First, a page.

Crain’s Recognizes Dr. Grace McComsey for Bringing Life-saving Therapies to COVID-19 Patients

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But her impact reaches far beyond COVID-19

UH Clinical Update | July 2020

Grace McComsey, MD, Directer of the UH Clinical Research Center, has long been praised in the medical community for her many contributions to HIV research, but it was her herculean efforts to bring the investigational antiviral drug, remdesivir, in the fight against the novel coronavirus to Ohioans that especially caught the attention of Crain's Cleveland Business, earning her recognition as a 2020 Woman of Note.

Grace McComsey, MD Grace McComsey, MD

Dr. McComsey leads the UH Clinical Research Center, the central infrastructure for clinical trials within the health system and is also the Chief of the Division of Pediatric Infectious Diseases at UH Rainbow Babies & Children's Hospital.

When COVID-19 hit the U.S., Dr. McComsey's team contacted Gilead Sciences to sign up UH as a clinical trial site for remdesivir. Ohio wasn't even on the list to get the drug, as Ohio had very few cases at that point. She knew it was only a matter of time and refused to be without options for UH patients so Dr. McComsey called the Vice President at Gilead in charge of the entire remdesivir program and made the case for UH to be the first in Ohio to get the study.  The VP, having known Dr. McComsey from her HIV research work, agreed and approved UH to participate in the study.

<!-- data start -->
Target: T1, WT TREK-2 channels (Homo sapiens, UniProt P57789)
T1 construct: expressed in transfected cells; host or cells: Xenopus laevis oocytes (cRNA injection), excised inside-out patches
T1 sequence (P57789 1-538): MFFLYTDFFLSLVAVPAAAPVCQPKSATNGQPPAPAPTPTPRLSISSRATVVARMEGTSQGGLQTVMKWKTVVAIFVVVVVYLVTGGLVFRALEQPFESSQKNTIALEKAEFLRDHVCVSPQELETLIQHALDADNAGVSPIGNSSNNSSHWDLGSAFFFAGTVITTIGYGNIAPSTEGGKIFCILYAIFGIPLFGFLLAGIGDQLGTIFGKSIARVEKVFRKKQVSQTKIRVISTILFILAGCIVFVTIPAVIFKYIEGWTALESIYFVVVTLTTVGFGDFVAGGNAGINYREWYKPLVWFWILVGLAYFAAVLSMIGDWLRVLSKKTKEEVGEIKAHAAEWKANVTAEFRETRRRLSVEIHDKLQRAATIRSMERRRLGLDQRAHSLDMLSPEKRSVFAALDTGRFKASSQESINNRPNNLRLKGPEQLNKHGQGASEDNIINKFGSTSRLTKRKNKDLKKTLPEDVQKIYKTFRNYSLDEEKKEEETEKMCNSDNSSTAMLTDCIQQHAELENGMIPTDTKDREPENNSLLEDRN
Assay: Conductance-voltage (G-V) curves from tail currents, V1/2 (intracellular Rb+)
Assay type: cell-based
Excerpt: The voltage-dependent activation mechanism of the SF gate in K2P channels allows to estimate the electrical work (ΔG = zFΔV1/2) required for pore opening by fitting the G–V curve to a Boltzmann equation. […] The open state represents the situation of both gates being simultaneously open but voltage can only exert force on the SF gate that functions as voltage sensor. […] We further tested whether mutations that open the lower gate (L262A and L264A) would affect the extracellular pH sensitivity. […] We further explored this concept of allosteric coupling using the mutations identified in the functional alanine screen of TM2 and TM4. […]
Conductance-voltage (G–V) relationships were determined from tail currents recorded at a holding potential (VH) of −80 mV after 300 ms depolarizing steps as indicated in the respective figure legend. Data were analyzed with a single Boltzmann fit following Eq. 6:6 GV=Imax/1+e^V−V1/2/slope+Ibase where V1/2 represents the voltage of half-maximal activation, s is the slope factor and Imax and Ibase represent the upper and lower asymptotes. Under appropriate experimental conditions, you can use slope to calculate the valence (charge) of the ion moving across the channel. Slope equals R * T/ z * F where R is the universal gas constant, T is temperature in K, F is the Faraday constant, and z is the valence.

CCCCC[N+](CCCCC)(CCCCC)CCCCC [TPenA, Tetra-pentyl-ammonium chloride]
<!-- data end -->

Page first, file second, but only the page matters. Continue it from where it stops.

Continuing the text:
“Within a few hours, Grace's team received the study documents from Gilead and started their work to activate the study in a very efficient and speedy manner," explains Mukesh Jain, MD, UH Chief Academic Officer. “As a result, 100 patients from 10 UH sites across Northeast Ohio received this life-saving drug, experiencing a more favorable outcome than what may have occurred if Grace had not taken such proactive steps."

Dr. McComsey and her team led two clinical trials – one that focused on COVID-19 patients with moderate illness, and one on patients with more severe illness who required care in the ICU. These trials were especially significant because they tested an active antiviral treatment, rather than just supportive care.

But Dr. McComsey's impact reaches far beyond COVID-19. She is an internationally recognized researcher whose work has transformed our understanding of the cardiovascular and metabolic complications of HIV disease. Dr. McComsey's current research efforts focus on the role of immune activation and gut dysfunction in prevalent co-morbidities in children and adults living with HIV.

“Grace successfully led efforts to incredibly alter the prognosis of HIV infection in both children and adults as well as led groundbreaking research to minimize the sequelae of infection and therapy that have led to a significant improvement in quality of life for patients living with this once fatal disease," says Patti DePompei, RN, MSN, President, UH Rainbow and UH MacDonald Women's Hospital.

In addition to her research accomplishments, Dr. McComsey is also well known for her compassionate clinical care of Cleveland's most vulnerable patients. For many years, she has cared for Cleveland children with HIV, ensuring they receive the highest quality, most up-to-date medical treatments.

She is also known among her professional colleagues as an outstanding mentor whose guidance and sponsorship has advanced the career of numerous mentees who have gone on to make life changing discoveries.

“Grace is an exemplary leader who thoughtfully seizes on important new opportunities to advance the science of healthcare while also growing and mentoring rising researchers," says Marlene Miller, MD, Pediatrician-in-Chief, University Hospitals and Chair, Department of Pediatrics at UH Rainbow Babies and Children's Hospital.

To read more in Crain’s, click here.

Download the PDF to read the full article about Dr. McComsey.

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